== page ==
[webkit-dev] type of JSChar

Lars Knoll lars at trolltech.com
Fri Jul 27 11:51:20 PDT 2007

> > I do understand this for your Windows port. In Qt we try to have the
> > same types across all platforms. This is also true for our QChar
> > abstraction that is built on top of an unsigned short. So for us
> > typedef'ing this to wchar_t is as wrong as unsigned short would be
> > for your windows port.
> I'm sorry we don't see eye to eye on this. In the future there's good
> reason for this to be API. It was designed to be cross-platfom API
> without any reliance on any particular platform. I'd like to see this
> left as a possibility for Windows.

Could you explain what you mean by 'good reason'? 

> > For the Qt port, the 'platform' typedef is an unsigned short. So one
> > could say that the #ifdef for __BULDING_QT does about the same thing
> > as the #ifdef (WIN32) for your Windows port.
> OK. But would we expect people to define __BULDING_QT when using this
> header?

We are not planning to export this header as part of our public API. If 
someone want's to use this API together with JavascriptCore he is free to do 
so, but this is not at all related to a Qt port of WebKit.

> We've gone out of our way to not use the internal definitions like
> Platform.h in these headers, designed to be API and in a subdirectory
> named "API", and it's strange to have __BUILDING_QT here.

I'd also prefer not having it in there. Still for Qt as a platform, the 
correct typedef is unsigned short.

> >> Also, since JSStringRef.h is an API header, it's not good to have
> >> it depend on an project-internal define, so that's another reason
> >> to remove the recent change to JSStringRef.h.
> >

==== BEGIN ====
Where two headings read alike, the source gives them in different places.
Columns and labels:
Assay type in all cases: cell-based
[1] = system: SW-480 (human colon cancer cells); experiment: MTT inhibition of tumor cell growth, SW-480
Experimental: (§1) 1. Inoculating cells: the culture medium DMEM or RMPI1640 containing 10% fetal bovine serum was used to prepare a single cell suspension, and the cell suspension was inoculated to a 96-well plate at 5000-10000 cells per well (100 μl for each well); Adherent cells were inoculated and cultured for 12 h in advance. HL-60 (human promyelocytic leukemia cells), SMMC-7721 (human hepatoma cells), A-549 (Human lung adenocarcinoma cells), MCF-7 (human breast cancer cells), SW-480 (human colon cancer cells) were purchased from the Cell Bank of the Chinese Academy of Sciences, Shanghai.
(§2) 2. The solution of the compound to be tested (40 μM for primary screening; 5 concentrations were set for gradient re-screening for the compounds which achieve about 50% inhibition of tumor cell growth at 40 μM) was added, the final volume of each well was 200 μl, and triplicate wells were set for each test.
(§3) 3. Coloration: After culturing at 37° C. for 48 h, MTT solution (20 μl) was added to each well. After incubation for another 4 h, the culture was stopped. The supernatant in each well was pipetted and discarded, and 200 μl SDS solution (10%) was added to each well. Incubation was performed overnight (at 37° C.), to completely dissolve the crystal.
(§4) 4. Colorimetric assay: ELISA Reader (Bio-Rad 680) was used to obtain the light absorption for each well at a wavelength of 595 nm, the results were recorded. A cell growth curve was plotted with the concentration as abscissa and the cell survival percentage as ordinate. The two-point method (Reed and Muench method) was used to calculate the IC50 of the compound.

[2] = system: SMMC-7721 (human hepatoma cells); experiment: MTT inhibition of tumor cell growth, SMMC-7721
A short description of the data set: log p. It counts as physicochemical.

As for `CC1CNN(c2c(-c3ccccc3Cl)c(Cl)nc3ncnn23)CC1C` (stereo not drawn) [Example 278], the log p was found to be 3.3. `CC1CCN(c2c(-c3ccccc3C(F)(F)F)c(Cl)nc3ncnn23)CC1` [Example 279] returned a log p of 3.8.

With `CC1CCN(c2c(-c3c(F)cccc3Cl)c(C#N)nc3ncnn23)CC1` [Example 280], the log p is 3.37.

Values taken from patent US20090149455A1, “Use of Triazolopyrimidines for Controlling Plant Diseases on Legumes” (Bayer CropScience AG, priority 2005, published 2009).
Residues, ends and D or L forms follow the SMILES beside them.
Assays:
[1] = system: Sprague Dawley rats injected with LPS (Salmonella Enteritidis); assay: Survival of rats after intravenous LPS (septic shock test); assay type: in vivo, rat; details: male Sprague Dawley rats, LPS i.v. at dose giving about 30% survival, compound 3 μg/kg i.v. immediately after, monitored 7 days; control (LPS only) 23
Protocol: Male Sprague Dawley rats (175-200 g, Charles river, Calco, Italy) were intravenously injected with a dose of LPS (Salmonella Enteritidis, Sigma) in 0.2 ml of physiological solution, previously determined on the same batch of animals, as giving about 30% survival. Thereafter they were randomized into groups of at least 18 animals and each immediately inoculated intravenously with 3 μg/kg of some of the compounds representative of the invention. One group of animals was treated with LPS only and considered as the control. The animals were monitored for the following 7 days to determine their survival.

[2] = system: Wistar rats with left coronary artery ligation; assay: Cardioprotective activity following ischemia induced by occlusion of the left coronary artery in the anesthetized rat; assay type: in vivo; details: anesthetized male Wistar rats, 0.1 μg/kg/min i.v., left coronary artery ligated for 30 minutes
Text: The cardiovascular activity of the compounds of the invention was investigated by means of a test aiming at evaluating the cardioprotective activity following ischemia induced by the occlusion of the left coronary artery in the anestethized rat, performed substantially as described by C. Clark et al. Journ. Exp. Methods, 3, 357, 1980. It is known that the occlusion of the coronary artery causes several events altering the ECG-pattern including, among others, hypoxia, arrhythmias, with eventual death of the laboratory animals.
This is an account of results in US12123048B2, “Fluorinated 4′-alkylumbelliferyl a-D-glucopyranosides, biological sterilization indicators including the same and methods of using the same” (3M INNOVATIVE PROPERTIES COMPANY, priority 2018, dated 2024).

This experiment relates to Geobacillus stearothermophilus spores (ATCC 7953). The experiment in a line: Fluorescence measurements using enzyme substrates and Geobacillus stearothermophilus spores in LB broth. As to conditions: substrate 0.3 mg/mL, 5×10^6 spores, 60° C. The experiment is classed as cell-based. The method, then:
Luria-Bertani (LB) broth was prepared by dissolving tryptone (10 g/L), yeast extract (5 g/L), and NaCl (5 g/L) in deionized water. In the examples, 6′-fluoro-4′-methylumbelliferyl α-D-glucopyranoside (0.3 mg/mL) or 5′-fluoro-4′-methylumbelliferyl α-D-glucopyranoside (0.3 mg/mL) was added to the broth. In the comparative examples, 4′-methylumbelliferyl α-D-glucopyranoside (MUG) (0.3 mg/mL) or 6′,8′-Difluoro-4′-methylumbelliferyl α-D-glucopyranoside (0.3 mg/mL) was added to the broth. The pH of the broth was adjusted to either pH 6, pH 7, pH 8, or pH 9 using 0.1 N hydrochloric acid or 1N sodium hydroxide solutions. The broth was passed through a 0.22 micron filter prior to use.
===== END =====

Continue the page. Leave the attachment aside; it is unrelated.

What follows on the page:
> > Well, it's not an API header for us. Still it's used internally in
> > WebKit, so we need to do something with the typedef. Different ports
> > do sometimes have slightly different goals.
> Longer term I'd like to see this as cross-platform API. Even though
> you don't see the need for this in your Qt port today, I think you
> might in the future, for example if it was used as part of a plug-in
> API and we wanted the plug-ins to work in both Qt WebKit on Windows
> and the WebKit on Windows that's released with Safari.

To have this usable by plugins it would have to be a cross browser API as well 
as a cross platform one. Are there any efforts on the way in this direction?

> Could you think about this a little more and see if you're swayed by
> my arguments? Also, please discuss this with Maciej if you have a
> chance.

On Friday 27 July 2007 20:32:32 Darin Adler wrote:
> One last comment that might help.
> The idea here is that this is a low level API. Lower level than, say,
> the WebKit API. It's not built on top of the platform APIs like AppKit
> on Mac OS X. The idea is that it's potentially independent of WebKit.
> That's a good argument for having it match the low level platform and
> not be built on top of, say, AppKit or Qt. That extends even to things
> like this type.

If someone want's to use JavascriptCore with this low level API he is free to 
do so.

> I guess the whole wchar_t thing is a snafu, though, because we
> normally would not want a type that is different on different
> platforms. Maybe we should dump the idea of using wchar_t on Windows
> for this.

Yes. If the API is supposed to be cross platform it would make most sense if 
the types are also compatible. wchar_t is unfortunately a pretty unusable 
type for cross platform API's as it is 16bit on Windows and 32bit on Linux.

> We were really following ICU's lead here -- ICU being another low
> level library not built on top of a framework like Qt or AppKit.

I do see that. In Qt, although we have lot's of the same functionality as ICU 
builtin, we chose a different path and used unsigned short on all platforms 
(as it's 16bit on all platforms we support).


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